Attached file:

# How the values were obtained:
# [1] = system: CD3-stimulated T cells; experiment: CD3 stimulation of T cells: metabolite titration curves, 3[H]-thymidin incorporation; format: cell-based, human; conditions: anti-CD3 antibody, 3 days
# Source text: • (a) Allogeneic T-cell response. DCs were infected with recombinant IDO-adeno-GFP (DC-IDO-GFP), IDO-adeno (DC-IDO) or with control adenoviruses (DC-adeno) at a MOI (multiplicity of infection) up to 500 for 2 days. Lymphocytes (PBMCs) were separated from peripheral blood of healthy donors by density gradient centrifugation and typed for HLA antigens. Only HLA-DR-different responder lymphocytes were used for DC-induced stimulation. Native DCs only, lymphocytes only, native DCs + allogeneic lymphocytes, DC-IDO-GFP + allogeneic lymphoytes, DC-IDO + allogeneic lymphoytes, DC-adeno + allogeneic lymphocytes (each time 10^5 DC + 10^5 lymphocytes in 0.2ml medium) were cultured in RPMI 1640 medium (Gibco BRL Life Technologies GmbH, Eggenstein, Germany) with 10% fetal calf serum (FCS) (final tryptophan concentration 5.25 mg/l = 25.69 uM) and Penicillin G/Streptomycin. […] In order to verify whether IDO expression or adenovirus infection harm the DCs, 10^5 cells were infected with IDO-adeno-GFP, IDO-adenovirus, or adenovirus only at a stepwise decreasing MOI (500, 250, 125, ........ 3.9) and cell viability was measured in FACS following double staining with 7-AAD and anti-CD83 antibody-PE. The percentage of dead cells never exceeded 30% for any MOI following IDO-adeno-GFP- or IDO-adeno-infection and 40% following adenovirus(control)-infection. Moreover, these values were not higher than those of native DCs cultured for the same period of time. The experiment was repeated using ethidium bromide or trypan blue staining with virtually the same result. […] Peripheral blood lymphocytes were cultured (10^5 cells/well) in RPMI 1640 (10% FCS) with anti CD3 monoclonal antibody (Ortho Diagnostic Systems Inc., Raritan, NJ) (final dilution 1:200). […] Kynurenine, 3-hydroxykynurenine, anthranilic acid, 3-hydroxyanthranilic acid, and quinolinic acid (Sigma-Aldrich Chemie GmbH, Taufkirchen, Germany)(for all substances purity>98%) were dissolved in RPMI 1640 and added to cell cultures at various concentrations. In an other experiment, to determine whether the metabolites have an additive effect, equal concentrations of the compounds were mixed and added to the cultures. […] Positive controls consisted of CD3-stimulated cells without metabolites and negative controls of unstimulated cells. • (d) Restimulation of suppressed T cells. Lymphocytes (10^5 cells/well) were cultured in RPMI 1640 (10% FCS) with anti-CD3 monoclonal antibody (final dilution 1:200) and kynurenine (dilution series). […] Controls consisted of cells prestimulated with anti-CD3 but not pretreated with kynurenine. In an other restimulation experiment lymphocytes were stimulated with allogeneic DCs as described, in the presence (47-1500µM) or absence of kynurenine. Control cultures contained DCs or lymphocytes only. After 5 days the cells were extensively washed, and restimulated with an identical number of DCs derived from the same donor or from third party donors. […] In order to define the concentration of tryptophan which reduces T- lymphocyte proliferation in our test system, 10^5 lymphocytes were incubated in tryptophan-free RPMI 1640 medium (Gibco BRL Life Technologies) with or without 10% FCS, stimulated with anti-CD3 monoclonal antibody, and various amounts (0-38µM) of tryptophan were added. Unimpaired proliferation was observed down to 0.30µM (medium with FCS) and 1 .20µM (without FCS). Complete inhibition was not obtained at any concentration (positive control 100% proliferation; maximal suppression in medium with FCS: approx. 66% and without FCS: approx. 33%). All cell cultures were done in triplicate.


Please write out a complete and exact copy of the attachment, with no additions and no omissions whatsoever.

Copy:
# How the values were obtained:
# [1] = system: CD3-stimulated T cells; experiment: CD3 stimulation of T cells: metabolite titration curves, 3[H]-thymidin incorporation; format: cell-based, human; conditions: anti-CD3 antibody, 3 days
# Source text: • (a) Allogeneic T-cell response. DCs were infected with recombinant IDO-adeno-GFP (DC-IDO-GFP), IDO-adeno (DC-IDO) or with control adenoviruses (DC-adeno) at a MOI (multiplicity of infection) up to 500 for 2 days. Lymphocytes (PBMCs) were separated from peripheral blood of healthy donors by density gradient centrifugation and typed for HLA antigens. Only HLA-DR-different responder lymphocytes were used for DC-induced stimulation. Native DCs only, lymphocytes only, native DCs + allogeneic lymphocytes, DC-IDO-GFP + allogeneic lymphoytes, DC-IDO + allogeneic lymphoytes, DC-adeno + allogeneic lymphocytes (each time 10^5 DC + 10^5 lymphocytes in 0.2ml medium) were cultured in RPMI 1640 medium (Gibco BRL Life Technologies GmbH, Eggenstein, Germany) with 10% fetal calf serum (FCS) (final tryptophan concentration 5.25 mg/l = 25.69 uM) and Penicillin G/Streptomycin. […] In order to verify whether IDO expression or adenovirus infection harm the DCs, 10^5 cells were infected with IDO-adeno-GFP, IDO-adenovirus, or adenovirus only at a stepwise decreasing MOI (500, 250, 125, ........ 3.9) and cell viability was measured in FACS following double staining with 7-AAD and anti-CD83 antibody-PE. The percentage of dead cells never exceeded 30% for any MOI following IDO-adeno-GFP- or IDO-adeno-infection and 40% following adenovirus(control)-infection. Moreover, these values were not higher than those of native DCs cultured for the same period of time. The experiment was repeated using ethidium bromide or trypan blue staining with virtually the same result. […] Peripheral blood lymphocytes were cultured (10^5 cells/well) in RPMI 1640 (10% FCS) with anti CD3 monoclonal antibody (Ortho Diagnostic Systems Inc., Raritan, NJ) (final dilution 1:200). […] Kynurenine, 3-hydroxykynurenine, anthranilic acid, 3-hydroxyanthranilic acid, and quinolinic acid (Sigma-Aldrich Chemie GmbH, Taufkirchen, Germany)(for all substances purity>98%) were dissolved in RPMI 1640 and added to cell cultures at various concentrations. In an other experiment, to determine whether the metabolites have an additive effect, equal concentrations of the compounds were mixed and added to the cultures. […] Positive controls consisted of CD3-stimulated cells without metabolites and negative controls of unstimulated cells. • (d) Restimulation of suppressed T cells. Lymphocytes (10^5 cells/well) were cultured in RPMI 1640 (10% FCS) with anti-CD3 monoclonal antibody (final dilution 1:200) and kynurenine (dilution series). […] Controls consisted of cells prestimulated with anti-CD3 but not pretreated with kynurenine. In an other restimulation experiment lymphocytes were stimulated with allogeneic DCs as described, in the presence (47-1500µM) or absence of kynurenine. Control cultures contained DCs or lymphocytes only. After 5 days the cells were extensively washed, and restimulated with an identical number of DCs derived from the same donor or from third party donors. […] In order to define the concentration of tryptophan which reduces T- lymphocyte proliferation in our test system, 10^5 lymphocytes were incubated in tryptophan-free RPMI 1640 medium (Gibco BRL Life Technologies) with or without 10% FCS, stimulated with anti-CD3 monoclonal antibody, and various amounts (0-38µM) of tryptophan were added. Unimpaired proliferation was observed down to 0.30µM (medium with FCS) and 1 .20µM (without FCS). Complete inhibition was not obtained at any concentration (positive control 100% proliferation; maximal suppression in medium with FCS: approx. 66% and without FCS: approx. 33%). All cell cultures were done in triplicate.